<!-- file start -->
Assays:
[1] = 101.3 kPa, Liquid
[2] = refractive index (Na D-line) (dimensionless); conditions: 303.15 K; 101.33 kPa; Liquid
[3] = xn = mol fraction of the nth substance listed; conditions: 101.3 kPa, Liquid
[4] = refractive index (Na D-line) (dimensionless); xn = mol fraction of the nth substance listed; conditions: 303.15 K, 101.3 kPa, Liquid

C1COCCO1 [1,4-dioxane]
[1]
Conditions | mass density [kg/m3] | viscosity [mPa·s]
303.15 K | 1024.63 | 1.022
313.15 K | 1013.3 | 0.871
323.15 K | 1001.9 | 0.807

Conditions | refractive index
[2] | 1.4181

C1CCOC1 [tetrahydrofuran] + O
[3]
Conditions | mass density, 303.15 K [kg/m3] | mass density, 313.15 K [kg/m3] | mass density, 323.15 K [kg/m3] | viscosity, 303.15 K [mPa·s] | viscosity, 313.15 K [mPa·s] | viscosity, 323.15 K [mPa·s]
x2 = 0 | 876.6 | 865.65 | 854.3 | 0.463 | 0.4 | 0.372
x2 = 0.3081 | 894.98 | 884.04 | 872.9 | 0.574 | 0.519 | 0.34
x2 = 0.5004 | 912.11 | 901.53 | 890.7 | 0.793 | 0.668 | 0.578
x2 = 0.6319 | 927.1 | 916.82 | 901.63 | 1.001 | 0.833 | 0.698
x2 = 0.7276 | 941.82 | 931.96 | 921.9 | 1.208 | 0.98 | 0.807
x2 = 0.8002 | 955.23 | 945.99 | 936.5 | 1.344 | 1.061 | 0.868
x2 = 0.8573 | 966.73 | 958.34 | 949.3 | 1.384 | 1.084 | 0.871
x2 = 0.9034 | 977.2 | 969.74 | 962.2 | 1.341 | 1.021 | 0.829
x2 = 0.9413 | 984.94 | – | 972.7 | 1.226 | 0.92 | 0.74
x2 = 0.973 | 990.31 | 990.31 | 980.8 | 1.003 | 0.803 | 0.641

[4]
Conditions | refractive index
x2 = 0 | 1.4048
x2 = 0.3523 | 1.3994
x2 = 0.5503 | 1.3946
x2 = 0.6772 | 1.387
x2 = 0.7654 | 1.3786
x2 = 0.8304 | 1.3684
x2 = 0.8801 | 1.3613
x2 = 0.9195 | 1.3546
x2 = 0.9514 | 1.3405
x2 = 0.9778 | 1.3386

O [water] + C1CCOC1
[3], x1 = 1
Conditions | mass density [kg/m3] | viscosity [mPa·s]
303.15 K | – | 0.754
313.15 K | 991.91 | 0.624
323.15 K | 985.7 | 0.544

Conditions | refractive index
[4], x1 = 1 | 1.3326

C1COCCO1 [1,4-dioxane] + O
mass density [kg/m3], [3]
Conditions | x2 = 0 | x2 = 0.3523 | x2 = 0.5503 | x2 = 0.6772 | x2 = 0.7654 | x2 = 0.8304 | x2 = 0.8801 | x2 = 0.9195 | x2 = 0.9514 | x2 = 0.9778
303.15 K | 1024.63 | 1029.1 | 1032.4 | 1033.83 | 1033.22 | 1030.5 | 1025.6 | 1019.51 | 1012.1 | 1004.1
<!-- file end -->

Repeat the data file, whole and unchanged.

Assays:
[1] = 101.3 kPa, Liquid
[2] = refractive index (Na D-line) (dimensionless); conditions: 303.15 K; 101.33 kPa; Liquid
[3] = xn = mol fraction of the nth substance listed; conditions: 101.3 kPa, Liquid
[4] = refractive index (Na D-line) (dimensionless); xn = mol fraction of the nth substance listed; conditions: 303.15 K, 101.3 kPa, Liquid

C1COCCO1 [1,4-dioxane]
[1]
Conditions | mass density [kg/m3] | viscosity [mPa·s]
303.15 K | 1024.63 | 1.022
313.15 K | 1013.3 | 0.871
323.15 K | 1001.9 | 0.807

Conditions | refractive index
[2] | 1.4181

C1CCOC1 [tetrahydrofuran] + O
[3]
Conditions | mass density, 303.15 K [kg/m3] | mass density, 313.15 K [kg/m3] | mass density, 323.15 K [kg/m3] | viscosity, 303.15 K [mPa·s] | viscosity, 313.15 K [mPa·s] | viscosity, 323.15 K [mPa·s]
x2 = 0 | 876.6 | 865.65 | 854.3 | 0.463 | 0.4 | 0.372
x2 = 0.3081 | 894.98 | 884.04 | 872.9 | 0.574 | 0.519 | 0.34
x2 = 0.5004 | 912.11 | 901.53 | 890.7 | 0.793 | 0.668 | 0.578
x2 = 0.6319 | 927.1 | 916.82 | 901.63 | 1.001 | 0.833 | 0.698
x2 = 0.7276 | 941.82 | 931.96 | 921.9 | 1.208 | 0.98 | 0.807
x2 = 0.8002 | 955.23 | 945.99 | 936.5 | 1.344 | 1.061 | 0.868
x2 = 0.8573 | 966.73 | 958.34 | 949.3 | 1.384 | 1.084 | 0.871
x2 = 0.9034 | 977.2 | 969.74 | 962.2 | 1.341 | 1.021 | 0.829
x2 = 0.9413 | 984.94 | – | 972.7 | 1.226 | 0.92 | 0.74
x2 = 0.973 | 990.31 | 990.31 | 980.8 | 1.003 | 0.803 | 0.641

[4]
Conditions | refractive index
x2 = 0 | 1.4048
x2 = 0.3523 | 1.3994
x2 = 0.5503 | 1.3946
x2 = 0.6772 | 1.387
x2 = 0.7654 | 1.3786
x2 = 0.8304 | 1.3684
x2 = 0.8801 | 1.3613
x2 = 0.9195 | 1.3546
x2 = 0.9514 | 1.3405
x2 = 0.9778 | 1.3386

O [water] + C1CCOC1
[3], x1 = 1
Conditions | mass density [kg/m3] | viscosity [mPa·s]
303.15 K | – | 0.754
313.15 K | 991.91 | 0.624
323.15 K | 985.7 | 0.544

Conditions | refractive index
[4], x1 = 1 | 1.3326

C1COCCO1 [1,4-dioxane] + O
mass density [kg/m3], [3]
Conditions | x2 = 0 | x2 = 0.3523 | x2 = 0.5503 | x2 = 0.6772 | x2 = 0.7654 | x2 = 0.8304 | x2 = 0.8801 | x2 = 0.9195 | x2 = 0.9514 | x2 = 0.9778
303.15 K | 1024.63 | 1029.1 | 1032.4 | 1033.83 | 1033.22 | 1030.5 | 1025.6 | 1019.51 | 1012.1 | 1004.1